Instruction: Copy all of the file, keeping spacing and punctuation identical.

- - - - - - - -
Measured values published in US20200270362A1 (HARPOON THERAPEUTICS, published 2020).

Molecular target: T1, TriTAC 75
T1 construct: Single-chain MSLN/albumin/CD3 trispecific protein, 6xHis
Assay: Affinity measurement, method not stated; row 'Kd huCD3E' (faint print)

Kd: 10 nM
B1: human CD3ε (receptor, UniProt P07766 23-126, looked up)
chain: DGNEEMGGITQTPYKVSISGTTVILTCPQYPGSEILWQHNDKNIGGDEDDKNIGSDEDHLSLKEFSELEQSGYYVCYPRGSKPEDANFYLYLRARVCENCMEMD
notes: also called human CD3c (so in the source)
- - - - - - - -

Measured values published in US20200270362A1 (HARPOON THERAPEUTICS, published 2020).

Molecular target: T1, TriTAC 75
T1 construct: Single-chain MSLN/albumin/CD3 trispecific protein, 6xHis
Assay: Affinity measurement, method not stated; row 'Kd huCD3E' (faint print)

Kd: 10 nM
B1: human CD3ε (receptor, UniProt P07766 23-126, looked up)
chain: DGNEEMGGITQTPYKVSISGTTVILTCPQYPGSEILWQHNDKNIGGDEDDKNIGSDEDHLSLKEFSELEQSGYYVCYPRGSKPEDANFYLYLRARVCENCMEMD
notes: also called human CD3c (so in the source)